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January 28, 2008
It’s Not Just the
Issues; Will the Next President Inspire?
At no time has the American electorate had so much
information on what the next president plans to do while in office, and
at no other time has it known from whom it would choose. It’s safe to
say that anyone who casts a vote in November not knowing a candidate’s
position on specific issues is a fool.
But there is something
missing, a crucial part of the equation. How will the next president
inspire our day-to-day living?
We know a little about
how we have reacted to the presidency of George W. Bush. Shortly after
being elected, he bribed the American people with a foolish tax rebate,
and right after September 11 he encouraged us to show the terrorists the
what-for by going shopping. He inspired us to be thoughtless, reckless
consumers, which also pretty well sums up how he’s run the executive
branch of the U.S. government. We responded by becoming even more so a
nation of debtors.
How will the next
president inspire changes in our day-to-day living? The question is as
important as the big picture policies he or she would like to pursue.
Perhaps, considering the give-and-take nature of politics, it’s more
We hear a lot about
positive change from some of the candidates, and something about unity.
The Barack Obama campaign is basically built on enthusiasm about
bringing people together, which is part of it.
The next president needs
to do more than inspire people to be nice to each other, however. Many
of the problems confronting the nation don’t need big picture solutions,
but a re-evaluation of things closer to home. Children need active
parents and communities need active citizens.
Am I talking about a John
F. Kennedy moment, another “Ask not what your country can do for you . .
.” speech? Maybe. Possibly. Probably.
What I can definitively
say is that the next president needs to encourage people to get engaged
in their neighborhoods, and to feel ownership over both the problems and
the solution. The unfortunate reality of all of this information is that
it provides the unreal sense that the world’s problems can be handed off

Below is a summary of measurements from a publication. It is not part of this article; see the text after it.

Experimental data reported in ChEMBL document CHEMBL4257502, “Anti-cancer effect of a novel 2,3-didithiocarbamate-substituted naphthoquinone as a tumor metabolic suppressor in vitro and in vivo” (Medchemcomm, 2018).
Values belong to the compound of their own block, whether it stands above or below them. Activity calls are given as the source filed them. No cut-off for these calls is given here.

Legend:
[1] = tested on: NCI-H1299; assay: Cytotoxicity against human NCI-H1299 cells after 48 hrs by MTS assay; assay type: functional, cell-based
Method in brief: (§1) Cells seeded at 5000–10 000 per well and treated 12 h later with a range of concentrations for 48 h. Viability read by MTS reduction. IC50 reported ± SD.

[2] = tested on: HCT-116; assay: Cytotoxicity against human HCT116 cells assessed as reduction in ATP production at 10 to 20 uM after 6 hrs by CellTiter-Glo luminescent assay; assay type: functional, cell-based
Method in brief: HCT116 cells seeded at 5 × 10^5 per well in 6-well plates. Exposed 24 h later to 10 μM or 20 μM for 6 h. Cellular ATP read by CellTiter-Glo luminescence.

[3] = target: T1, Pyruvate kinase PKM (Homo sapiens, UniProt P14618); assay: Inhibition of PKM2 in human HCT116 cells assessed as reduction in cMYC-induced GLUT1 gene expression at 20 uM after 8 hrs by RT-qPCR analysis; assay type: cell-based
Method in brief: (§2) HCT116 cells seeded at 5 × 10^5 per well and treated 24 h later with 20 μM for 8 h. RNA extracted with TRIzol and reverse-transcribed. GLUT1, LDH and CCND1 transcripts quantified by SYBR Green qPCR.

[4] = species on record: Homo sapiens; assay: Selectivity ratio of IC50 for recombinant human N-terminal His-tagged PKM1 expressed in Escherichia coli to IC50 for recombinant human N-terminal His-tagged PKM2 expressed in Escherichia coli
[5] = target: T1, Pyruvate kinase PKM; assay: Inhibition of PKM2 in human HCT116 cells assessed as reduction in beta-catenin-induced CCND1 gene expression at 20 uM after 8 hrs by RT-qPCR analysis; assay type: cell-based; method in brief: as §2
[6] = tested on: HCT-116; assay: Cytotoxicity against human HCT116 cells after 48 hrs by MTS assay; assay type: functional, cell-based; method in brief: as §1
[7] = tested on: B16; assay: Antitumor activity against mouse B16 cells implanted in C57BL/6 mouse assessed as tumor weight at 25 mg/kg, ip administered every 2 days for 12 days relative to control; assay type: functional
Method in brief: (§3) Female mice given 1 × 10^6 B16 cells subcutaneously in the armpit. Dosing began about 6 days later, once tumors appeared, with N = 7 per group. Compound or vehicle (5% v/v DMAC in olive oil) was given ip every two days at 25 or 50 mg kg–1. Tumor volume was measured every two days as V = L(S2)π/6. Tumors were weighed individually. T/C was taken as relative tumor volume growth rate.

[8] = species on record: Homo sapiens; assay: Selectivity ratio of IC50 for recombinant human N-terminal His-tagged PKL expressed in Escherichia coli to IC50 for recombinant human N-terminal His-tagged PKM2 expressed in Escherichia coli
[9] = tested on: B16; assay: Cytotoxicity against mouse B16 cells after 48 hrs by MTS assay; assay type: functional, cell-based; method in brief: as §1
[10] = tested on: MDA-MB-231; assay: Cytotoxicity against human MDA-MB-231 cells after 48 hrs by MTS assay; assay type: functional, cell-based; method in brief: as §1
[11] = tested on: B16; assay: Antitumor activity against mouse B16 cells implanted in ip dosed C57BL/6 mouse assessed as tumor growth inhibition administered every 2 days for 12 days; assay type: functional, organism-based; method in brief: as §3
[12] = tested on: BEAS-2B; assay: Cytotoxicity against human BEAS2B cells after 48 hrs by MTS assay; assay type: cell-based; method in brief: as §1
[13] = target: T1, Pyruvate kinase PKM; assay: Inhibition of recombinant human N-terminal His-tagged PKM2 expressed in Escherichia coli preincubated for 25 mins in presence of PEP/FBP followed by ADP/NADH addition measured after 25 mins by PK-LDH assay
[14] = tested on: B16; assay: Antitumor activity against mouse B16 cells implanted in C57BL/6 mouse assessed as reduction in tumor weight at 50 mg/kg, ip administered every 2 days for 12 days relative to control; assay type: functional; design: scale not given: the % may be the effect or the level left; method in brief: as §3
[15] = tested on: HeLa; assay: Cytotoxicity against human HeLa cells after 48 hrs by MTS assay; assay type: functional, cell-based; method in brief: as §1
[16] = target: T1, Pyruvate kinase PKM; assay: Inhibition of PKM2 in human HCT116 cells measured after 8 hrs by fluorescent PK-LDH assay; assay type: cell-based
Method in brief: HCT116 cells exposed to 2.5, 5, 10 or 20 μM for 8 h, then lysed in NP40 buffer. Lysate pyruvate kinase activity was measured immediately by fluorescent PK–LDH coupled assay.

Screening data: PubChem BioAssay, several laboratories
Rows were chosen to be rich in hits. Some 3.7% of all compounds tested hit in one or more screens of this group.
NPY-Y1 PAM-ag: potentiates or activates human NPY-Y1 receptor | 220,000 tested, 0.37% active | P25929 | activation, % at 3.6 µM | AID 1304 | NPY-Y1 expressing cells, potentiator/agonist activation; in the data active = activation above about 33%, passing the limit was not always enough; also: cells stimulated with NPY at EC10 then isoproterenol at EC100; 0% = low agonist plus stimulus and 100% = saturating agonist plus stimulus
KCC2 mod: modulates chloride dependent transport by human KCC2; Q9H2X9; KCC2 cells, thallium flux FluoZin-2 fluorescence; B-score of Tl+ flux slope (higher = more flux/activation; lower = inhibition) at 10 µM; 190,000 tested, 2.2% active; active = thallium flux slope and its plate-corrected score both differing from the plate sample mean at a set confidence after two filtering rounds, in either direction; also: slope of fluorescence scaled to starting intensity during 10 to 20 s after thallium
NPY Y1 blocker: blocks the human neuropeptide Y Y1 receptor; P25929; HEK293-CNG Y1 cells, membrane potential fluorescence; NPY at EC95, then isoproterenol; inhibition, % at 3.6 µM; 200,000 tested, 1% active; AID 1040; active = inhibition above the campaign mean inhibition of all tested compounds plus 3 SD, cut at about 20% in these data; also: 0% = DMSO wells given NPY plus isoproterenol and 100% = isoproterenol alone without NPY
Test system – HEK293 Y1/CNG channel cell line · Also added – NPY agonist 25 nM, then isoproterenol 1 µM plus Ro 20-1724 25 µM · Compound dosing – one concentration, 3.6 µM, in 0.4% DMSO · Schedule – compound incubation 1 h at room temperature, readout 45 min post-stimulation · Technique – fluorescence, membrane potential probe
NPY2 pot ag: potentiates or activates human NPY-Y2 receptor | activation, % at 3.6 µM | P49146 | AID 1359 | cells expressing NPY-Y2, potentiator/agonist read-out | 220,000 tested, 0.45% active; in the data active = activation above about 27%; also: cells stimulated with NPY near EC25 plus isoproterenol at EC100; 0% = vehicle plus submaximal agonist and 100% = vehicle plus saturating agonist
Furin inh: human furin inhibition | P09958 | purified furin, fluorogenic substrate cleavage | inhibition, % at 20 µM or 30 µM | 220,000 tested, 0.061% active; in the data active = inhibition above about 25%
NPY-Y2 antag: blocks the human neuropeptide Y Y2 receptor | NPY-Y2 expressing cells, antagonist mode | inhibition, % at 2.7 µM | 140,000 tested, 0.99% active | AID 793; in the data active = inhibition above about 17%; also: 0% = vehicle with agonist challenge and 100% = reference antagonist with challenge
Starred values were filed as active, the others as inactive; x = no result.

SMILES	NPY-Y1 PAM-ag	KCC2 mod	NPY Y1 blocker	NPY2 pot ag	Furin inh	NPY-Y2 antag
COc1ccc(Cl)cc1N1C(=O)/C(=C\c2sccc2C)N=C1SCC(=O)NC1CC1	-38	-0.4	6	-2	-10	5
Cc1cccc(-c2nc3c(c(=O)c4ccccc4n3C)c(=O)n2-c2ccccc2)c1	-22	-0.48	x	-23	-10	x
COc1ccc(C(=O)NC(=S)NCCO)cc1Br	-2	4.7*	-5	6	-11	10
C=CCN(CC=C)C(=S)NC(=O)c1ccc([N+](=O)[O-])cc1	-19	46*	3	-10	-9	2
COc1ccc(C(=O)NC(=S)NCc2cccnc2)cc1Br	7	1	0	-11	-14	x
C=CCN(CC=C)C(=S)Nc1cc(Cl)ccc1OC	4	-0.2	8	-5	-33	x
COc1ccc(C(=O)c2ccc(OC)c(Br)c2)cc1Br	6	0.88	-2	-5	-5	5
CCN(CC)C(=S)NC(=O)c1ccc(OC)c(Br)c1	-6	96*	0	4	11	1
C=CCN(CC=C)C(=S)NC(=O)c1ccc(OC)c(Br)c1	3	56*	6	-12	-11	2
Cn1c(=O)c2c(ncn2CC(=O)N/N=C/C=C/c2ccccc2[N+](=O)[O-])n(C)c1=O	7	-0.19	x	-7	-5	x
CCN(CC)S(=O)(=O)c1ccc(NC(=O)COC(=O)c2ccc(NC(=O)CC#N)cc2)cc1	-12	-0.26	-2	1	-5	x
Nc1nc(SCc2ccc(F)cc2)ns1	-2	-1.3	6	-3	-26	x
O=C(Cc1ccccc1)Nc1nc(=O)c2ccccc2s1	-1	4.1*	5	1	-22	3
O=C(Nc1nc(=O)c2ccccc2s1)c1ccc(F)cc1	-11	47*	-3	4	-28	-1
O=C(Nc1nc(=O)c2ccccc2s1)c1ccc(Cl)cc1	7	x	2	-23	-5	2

to one guy to solve.
I speak of basically
every problem that confronts us.
I use global warming as
an example. Global warming isn’t a problem created by policy, so a
change in policy will not solve it. Global warming is a problem created
by lifestyle decisions made by people everywhere, and the ultimate
solution is encouraging people to live smarter.
I also speak of
education. Federal and state governments can shape education policy
until the cows come home, and they can measure it with any number of
standardized tests. But the point of being educated isn’t just having
access to information that can be regurgitated on paper. It’s being able
to think, which is something that can’t be measured very well through a
standardized test. Being taught to think requires that children are
engaged with adult thought processes, and not expected to develop them
on their own.
Perhaps most importantly,
we will need a president who will inspire us to stop taking frivolities
seriously. It is a testament to our failure as a society when so many of
us are more familiar with the latest masochistic drive for humiliation
on the national stage – collectively called reality television – than
the true nature of the nation’s economy. The same can be said about the
person who can rattle off the passing statistics of every starting
quarterback in the NFL, but who has no idea how much a barrel of oil is
going for on the open market.
Will the next president
do these things, or will that person continue perpetuating the illusion
that one person in one city can solve important problems? It’s something
worth getting to the bottom of.
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